Zandonai’s operas: too beautiful to ever forget

Riccardo Zandonai was once considered Puccini’s successor. He wrote about thirteen operas, of which actually only Conchita (1911), Francesca da Rimini (1914) and Giulietta e Romeo (1921) were ever really successful. Nowadays, they are seldom performed and the average opera lover gets no further than Francesca da Rimini. A pity, because his operas are a pure pleasure to listen to.

Francesca da Rimini

Paolo and Francesca da Rimini 1855 Dante Gabriel Rossetti 1828-1882 Purchased with assistance from Sir Arthur Du Cros Bt and Sir Otto Beit KCMG through the Art Fund 1916

Francesca da Polenta (1255 -1285), better known as Francesca da Rimini was a contemporary of Dante Alighieri, who “granted” her a place in his ‘ La Divina Commedia’, but in the fifth circle. Sad, because she did not deserve that and she must surely get a pardon.

The story: to seal the peace between the houses of da Polenta and Malatesta, Francesca must marry the eldest of the Malatesta brothers, Giovanni (Gianciotto). However, he is so hideous that the chances of her saying “no” are extremely high. To fool her, she is introduced to his younger brother, Paolo il Bello. Francesca immediately falls for the beautiful Paolo and
he too feels an all-consuming love at first sight.

The reality is gruesome: Francesca wakes up as Gianciotto’s wife. And to complicate matters further, the youngest of the Malatesta brothers, Maletestino the one-eyed, also falls in love with her.

Francesca rejects him, after which he swears revenge. He does not have  to wait long: he discovers that Francesca and Paolo are lovers, reveals this to Gianciotto, after which both lovers are killed.

Romance at its finest, no wonder it was an inspiration for many a painter and tone poet, but literature was not left behind either. Gabriele D’Annunzio (1863 – 1938) wrote a beautiful play about it (a fun fact: the leading role was played by none other than Eleonore Duse, perhaps the greatest Italian actress ever), which was adapted for an opera by Riccardo Zandonai in 1914.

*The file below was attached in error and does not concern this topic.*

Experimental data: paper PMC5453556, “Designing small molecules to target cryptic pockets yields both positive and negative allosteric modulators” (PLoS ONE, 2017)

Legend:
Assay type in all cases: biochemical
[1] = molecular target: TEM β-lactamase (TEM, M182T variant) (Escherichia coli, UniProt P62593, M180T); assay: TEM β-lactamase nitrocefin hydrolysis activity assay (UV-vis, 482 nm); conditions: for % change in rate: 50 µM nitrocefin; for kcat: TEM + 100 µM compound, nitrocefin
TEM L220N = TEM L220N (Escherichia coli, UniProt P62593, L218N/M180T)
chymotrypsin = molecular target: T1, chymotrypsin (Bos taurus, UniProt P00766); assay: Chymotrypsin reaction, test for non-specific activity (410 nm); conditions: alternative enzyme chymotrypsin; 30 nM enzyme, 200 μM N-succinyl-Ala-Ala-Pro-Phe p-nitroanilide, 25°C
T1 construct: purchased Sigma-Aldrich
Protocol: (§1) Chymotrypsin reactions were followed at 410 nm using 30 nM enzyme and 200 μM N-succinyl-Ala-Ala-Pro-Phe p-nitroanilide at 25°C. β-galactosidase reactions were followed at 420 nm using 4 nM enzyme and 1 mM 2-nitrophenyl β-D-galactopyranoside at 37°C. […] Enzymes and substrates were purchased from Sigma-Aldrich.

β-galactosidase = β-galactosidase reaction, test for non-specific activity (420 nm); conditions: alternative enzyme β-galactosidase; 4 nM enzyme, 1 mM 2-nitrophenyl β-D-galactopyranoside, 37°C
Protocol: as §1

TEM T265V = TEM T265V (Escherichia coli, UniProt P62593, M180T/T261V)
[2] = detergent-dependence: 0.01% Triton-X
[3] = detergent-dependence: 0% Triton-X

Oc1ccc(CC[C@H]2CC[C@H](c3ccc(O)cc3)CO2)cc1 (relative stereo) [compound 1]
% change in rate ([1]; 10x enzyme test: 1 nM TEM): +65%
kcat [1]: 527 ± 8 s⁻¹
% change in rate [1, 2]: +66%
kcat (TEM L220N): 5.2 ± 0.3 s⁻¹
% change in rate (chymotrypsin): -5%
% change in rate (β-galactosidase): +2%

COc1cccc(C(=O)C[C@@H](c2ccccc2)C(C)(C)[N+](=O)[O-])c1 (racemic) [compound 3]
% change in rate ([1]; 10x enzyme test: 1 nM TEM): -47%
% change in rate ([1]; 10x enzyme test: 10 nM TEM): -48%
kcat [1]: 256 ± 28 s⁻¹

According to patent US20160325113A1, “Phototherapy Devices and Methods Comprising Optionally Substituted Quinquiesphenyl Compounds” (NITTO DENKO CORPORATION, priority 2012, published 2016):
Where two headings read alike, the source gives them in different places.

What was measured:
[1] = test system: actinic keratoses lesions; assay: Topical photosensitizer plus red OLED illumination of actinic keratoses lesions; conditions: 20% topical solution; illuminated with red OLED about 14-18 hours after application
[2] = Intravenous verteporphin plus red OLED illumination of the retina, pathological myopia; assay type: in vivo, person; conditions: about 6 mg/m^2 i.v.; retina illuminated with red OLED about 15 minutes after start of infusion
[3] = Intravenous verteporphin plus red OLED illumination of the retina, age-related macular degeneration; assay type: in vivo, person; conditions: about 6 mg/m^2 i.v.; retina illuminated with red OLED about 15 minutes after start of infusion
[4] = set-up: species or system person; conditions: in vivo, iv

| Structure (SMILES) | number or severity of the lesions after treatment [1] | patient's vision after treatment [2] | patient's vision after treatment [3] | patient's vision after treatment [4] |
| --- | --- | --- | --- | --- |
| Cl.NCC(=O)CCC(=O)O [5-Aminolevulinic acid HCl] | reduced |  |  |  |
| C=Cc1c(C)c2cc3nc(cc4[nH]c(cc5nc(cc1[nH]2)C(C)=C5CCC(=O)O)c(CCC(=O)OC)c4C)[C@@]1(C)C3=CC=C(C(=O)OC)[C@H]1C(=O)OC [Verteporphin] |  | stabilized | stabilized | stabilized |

Zandonai was a pupil of Mascagni and a true verismo adept, but at the same time he was also a Wagnerian. He was also a great admirer of Debussy and Strauss, and you can hear all this in his music. The opera is sultry, sensual, but also extraordinarily lyrical.

The leading role requires not only a big, dramatic voice with plenty of lyricism (I call Francesca Isolde’s little sister), but also the ability to shape the needed all-consuming passion. The greatest Francesca’s were therefore the singers who dared to go beyond “just” singing: Magda Olivero, Raina Kabaivanska, Renata Scotto and Nelly Miriciou.

On 31 January 2011 Francesca da Rimini was performed for the first time in Paris, at the Opéra Bastille. The superb cast led by Svetla Vassileva and Roberto Alagna certainly lived up to the high expectations. Director Giancarlo del Monaco, though, had to put up with a deluge of boos.

Ontmoetingscène van Francesca (Svetla Vassileva) en Paolo (Roberto Alagna). Foto: Mirco Maglioca/Opéra National de Paris

Whether Svetla Vassileva achieves real greatness only time will tell, but at the premiere she was certainly impressive. A beautiful, slender lady with a traditionally lyrical voice with which she could reach all corners even in that immense opera house.

Roberto Alagna was a near-perfect Paolo. He has an ideal timbre for the role and as his voice has grown considerably over the years, he knows how to handle the fiercest passages. In the more lyrical moments I found him less convincing and at times he sounded downright tired, especially in the high notes. Not all notes were pure either, and at times he